13. Interesting how you just joined the chat forum today and instantly struck up a friendship with Silvermentalist. And this is the only topic you are posting in. ROTFLMAO!!
  14. Incidentally, I NEVER said Tull was bigger than Zeppelin. More proof that certain people don't read the fine print. If somebody asked me that question in 1973, I would have shrugged my shoulders and said "who cares".
  15. Rick, maybe you should read some copies of Melody Maker from the early to mid 70's.
  16. LOL!! Like I said, each of your posts confirm my suspicions. BTW, you're the one who has been banned a dozen times.
  17. Thanks for your reply. You confirmed EVERYTHING I wrote.
  18. Rick, that's BS. I know loads of people who frequent Tull chat boards who are from England, Italy, Germany, Australia, etc. I'm way too smart for your nonsense.
  19. First, I need to clear something up. Do you have a learning disability? You seem to read bits and pieces of posts and don't always get the entire message. It's frustrating to communicate with you. Jahfin is clearly frustrated and others are similarly confused about how you communicate. Also, I seem to remember you are on pain killers for a physical disability. Is it possible that the pain killers you take, inhibit your ability to understand and comprehend the written word. Maybe that's also got something to do with why you get banned so often. ADD or ADHD maybe? Now, I'll address your ridiculous comment..... You say Led Zeppelin is far bigger than Jethro Tull. NOT in the time period 1971 through 1975. I WAS there, totally immersed in music from English bands. And for what it's worth, during the 70's, Tull toured far more than Zeppelin and released more new music. The passage of time, has been far kinder to Zeppelin's musical legacy than Tull's. Like I say, I was there in the early-mid 70's, so you can't bullshit me (or any of the other intelligent people who post here).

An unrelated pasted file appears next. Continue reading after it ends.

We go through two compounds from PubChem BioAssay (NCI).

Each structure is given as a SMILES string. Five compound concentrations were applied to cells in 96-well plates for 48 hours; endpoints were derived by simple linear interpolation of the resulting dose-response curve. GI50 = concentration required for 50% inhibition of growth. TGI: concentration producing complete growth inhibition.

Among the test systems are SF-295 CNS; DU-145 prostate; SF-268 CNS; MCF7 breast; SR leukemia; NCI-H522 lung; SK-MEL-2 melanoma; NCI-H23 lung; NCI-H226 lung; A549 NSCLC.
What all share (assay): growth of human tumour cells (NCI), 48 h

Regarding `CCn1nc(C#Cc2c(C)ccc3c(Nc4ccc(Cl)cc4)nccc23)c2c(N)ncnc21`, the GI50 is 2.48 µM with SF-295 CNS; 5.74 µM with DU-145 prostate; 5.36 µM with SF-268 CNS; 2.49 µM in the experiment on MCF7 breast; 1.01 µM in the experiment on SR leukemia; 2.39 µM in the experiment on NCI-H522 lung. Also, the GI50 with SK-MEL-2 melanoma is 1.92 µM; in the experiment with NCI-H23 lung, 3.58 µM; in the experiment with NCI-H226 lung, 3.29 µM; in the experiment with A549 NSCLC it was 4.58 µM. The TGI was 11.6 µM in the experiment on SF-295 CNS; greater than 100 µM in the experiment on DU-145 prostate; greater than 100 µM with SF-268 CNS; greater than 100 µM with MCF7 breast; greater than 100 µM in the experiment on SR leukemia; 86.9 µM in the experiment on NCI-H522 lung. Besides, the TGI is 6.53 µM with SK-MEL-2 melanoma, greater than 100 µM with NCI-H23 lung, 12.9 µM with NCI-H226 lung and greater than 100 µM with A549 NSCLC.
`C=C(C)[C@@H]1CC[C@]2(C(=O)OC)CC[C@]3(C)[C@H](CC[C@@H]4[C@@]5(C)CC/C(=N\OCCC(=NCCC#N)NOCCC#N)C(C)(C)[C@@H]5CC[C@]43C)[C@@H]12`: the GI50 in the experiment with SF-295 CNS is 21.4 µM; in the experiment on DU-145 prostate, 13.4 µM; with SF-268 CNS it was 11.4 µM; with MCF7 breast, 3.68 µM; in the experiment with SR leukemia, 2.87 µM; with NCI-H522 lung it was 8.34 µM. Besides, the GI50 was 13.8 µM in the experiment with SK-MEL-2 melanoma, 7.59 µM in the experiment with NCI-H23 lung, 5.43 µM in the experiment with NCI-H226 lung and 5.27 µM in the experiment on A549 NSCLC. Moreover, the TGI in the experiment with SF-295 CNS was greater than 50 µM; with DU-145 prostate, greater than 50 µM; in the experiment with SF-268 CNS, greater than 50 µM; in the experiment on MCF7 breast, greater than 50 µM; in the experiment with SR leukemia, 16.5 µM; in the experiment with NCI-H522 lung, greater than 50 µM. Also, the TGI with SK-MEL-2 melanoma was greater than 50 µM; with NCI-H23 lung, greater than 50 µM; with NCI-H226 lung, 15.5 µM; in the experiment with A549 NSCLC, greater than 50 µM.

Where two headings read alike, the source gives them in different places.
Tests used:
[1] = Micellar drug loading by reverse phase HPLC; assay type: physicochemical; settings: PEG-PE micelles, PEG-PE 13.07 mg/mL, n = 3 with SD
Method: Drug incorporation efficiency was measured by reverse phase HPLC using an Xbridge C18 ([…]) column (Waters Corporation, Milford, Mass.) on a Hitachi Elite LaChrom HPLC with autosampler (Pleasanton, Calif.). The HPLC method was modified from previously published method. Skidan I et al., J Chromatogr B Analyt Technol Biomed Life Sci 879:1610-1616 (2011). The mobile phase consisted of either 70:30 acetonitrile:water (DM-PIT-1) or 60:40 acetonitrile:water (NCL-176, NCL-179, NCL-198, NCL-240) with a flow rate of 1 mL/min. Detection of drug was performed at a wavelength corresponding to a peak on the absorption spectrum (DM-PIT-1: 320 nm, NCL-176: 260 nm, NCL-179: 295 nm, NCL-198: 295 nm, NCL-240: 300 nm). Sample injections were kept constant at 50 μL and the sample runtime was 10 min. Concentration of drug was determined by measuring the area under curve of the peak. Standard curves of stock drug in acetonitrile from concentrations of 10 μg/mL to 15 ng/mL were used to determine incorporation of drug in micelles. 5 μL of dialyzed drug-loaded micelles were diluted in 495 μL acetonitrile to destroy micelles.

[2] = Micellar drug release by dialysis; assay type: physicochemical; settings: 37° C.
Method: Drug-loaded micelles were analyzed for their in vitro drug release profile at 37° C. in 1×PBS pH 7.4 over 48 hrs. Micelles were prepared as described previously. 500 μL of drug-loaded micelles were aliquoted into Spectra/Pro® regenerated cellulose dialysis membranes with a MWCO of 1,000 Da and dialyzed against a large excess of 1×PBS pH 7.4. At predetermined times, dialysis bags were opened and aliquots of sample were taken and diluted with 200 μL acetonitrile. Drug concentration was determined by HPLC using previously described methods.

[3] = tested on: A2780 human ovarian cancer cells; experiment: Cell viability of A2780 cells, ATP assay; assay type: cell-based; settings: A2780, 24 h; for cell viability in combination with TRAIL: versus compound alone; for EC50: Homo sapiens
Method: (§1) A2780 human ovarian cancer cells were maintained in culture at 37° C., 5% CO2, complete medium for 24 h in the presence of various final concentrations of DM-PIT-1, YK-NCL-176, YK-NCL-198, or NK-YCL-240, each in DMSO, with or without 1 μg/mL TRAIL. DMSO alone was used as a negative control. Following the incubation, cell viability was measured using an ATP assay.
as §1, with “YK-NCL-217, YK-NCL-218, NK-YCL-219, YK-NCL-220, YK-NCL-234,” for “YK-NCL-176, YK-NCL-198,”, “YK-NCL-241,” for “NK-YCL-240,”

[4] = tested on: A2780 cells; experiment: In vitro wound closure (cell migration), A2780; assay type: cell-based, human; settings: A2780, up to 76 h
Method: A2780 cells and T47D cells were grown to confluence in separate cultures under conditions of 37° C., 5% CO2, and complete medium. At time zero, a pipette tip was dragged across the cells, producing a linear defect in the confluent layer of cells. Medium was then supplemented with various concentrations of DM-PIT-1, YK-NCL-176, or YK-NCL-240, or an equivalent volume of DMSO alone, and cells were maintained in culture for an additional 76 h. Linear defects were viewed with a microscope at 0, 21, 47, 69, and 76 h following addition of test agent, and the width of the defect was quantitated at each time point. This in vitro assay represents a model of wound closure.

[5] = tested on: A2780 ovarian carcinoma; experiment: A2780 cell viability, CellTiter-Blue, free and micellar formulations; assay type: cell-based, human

20. As Swede alluded to in his Billboard Chart of July 74, by the mid 70's the tide was starting to turn for many of the bands who established themselves in the 60's and early 70's. The popularity of punk (76-79) and new wave wasn't kind to the likes of Jethro Tull, Yes, ELP and yes, even The Rolling Stones and our beloved Led Zeppelin. Some of those bands fared better than others. Tull has soldiered on for over 40 years with a dedicated fan base, amidst personnel changes, Anderson's vocal difficulties, etc. The fact that Zeppelin stopped after 1980 benefited them in many ways. During the 80's and 90's, Zeppelin popularity probably increased during to younger generations interest in the band and their music. Although Tull has also attracted more young listeners, those numbers of new fans don't compare to Zeppelins I only use this comparison, because between 71 and 75, both Tull and Zeppelin were both huge draws. It was difficult to determine which band was bigger. I was an obsessed Tull fan starting in 71. Zeppelin was also a favorite during that period. That's my 2 cents worth.
  21. Yeah, failed business ventures and poor management. I never said the money ended up in his pocket.
  22. My father was also a good friend of Herb Alpert. Mr. Alpert, as I call him, led a famous band. He was also a co-founder of A & M records. My dad talks to him about twice a year now. The running joke between them is how each of them wanted to sign Ted Nugent to a record contract so they could retire early. They still joke about it. Nugent was making so much money for his record company it was sick. The guy didn't have a drug habit to feed, didn't drink, no stage props, etc, etc. You get it. Ted Nugent the most popular, money making machine of the 70's. FACT!!